Just war and robots’ killings

Philosophical Quarterly 66 (263):302-22 (2016)
  Copy   BIBTEX

Abstract

May lethal autonomous weapons systems—‘killer robots ’—be used in war? The majority of writers argue against their use, and those who have argued in favour have done so on a consequentialist basis. We defend the moral permissibility of killer robots, but on the basis of the non-aggregative structure of right assumed by Just War theory. This is necessary because the most important argument against killer robots, the responsibility trilemma proposed by Rob Sparrow, makes the same assumptions. We show that the crucial moral question is not one of responsibility. Rather, it is whether the technology can satisfy the requirements of fairness in the re-distribution of risk. Not only is this possible in principle, but some killer robots will actually satisfy these requirements. An implication of our argument is that there is a public responsibility to regulate killer robots ’ design and manufacture

Similar books and articles

On the Moral Responsibility of Military Robots.Thomas Hellström - 2013 - Ethics and Information Technology 15 (2):99-107.
Robots, Trust and War.Thomas W. Simpson - 2011 - Philosophy and Technology 24 (3):325-337.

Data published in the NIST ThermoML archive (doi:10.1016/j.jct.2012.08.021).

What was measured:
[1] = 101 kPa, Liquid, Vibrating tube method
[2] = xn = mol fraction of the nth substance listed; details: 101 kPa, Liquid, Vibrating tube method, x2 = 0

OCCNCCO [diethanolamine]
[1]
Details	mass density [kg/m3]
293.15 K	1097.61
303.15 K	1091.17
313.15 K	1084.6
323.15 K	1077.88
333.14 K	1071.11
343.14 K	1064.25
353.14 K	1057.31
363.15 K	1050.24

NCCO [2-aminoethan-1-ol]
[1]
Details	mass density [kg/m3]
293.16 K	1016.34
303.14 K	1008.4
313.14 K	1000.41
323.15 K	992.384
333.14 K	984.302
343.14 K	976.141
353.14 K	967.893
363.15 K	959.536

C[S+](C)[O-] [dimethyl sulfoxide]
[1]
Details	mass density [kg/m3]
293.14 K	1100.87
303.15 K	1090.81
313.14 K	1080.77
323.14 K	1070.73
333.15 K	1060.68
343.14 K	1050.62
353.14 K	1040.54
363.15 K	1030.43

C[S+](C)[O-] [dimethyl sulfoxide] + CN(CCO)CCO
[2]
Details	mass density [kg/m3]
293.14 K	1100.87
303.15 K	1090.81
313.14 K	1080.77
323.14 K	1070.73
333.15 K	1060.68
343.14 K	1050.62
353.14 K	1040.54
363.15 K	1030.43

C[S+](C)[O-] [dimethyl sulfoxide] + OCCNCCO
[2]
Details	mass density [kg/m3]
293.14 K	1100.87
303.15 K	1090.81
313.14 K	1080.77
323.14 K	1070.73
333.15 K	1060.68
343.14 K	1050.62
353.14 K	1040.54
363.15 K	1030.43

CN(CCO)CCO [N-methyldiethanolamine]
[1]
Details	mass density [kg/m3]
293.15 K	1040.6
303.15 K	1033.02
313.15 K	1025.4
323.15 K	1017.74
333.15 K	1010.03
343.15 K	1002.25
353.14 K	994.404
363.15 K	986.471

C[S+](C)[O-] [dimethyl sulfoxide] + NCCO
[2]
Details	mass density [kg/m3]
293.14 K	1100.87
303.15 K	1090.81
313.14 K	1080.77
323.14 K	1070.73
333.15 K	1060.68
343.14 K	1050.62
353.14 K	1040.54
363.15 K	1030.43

Military Robots and the Question of Responsibility.Lamber Royakkers & Peter Olsthoorn - 2014 - International Journal of Technoethics 5 (1):01-14.
Can We Trust Robots?Mark Coeckelbergh - 2012 - Ethics and Information Technology 14 (1):53-60.
Moral Appearances: Emotions, Robots, and Human Morality. [REVIEW]Mark Coeckelbergh - 2010 - Ethics and Information Technology 12 (3):235-241.
Life-Prolonging Killings and Their Relevance to Ethics.Kasper Lippert-Rasmussen - 1999 - Ethical Theory and Moral Practice 2 (2):135-147.
Who’s Afraid of Robots? Fear of Automation and the Ideal of Direct Control.Ezio Di Nucci & Filippo Santoni de Sio - 2014 - In Fiorella Battaglia & Natalie Weidenfeld (eds.), Roboethics in Film. Pisa University Press.
Honor Killing: Where Pride Defeats Reason.Tanuj Kanchan, Abhishek Tandon & Kewal Krishan - 2016 - Science and Engineering Ethics 22 (6):1861-1862.
You, Robot.Brian Fiala, Adam Arico & Shaun Nichols - 2014 - In Edouard Machery (ed.), Current Controversies in Experimental Philosophy. Routledge. pp. 31-47.

Analytics

Added to PP
2015-09-01

Downloads
1,176 (#5,432)

6 months
86 (#8,575)

Historical graph of downloads
How can I increase my downloads?

Author Profiles

Vincent C. Müller
Universität Erlangen-Nürnberg
Thomas W. Simpson
Oxford University

Citations of this work

Ethics of Artificial Intelligence and Robotics.Vincent C. Müller - 2020 - In Edward Zalta (ed.), Stanford Encyclopedia of Philosophy. Palo Alto, Cal.: CSLI, Stanford University. pp. 1-70.
Robots, Law and the Retribution Gap.John Danaher - 2016 - Ethics and Information Technology 18 (4):299–309.
Should We Campaign Against Sex Robots?John Danaher, Brian D. Earp & Anders Sandberg - 2017 - In John Danaher & Neil McArthur (eds.), Robot Sex: Social and Ethical Implications. Cambridge, MA: MIT Press.

View all 17 citations / Add more citations

References found in this work

Anarchy, State, and Utopia.Robert Nozick - 1974 - New York: Basic Books.
A Theory of Justice: Revised Edition.John Rawls - 1999 - Harvard University Press.
Anarchy, State, and Utopia.Robert Nozick - 1974 - Philosophy 52 (199):102-105.
Killing in War.Jeff McMahan - 2009 - Oxford University Press.

View all 38 references / Add more references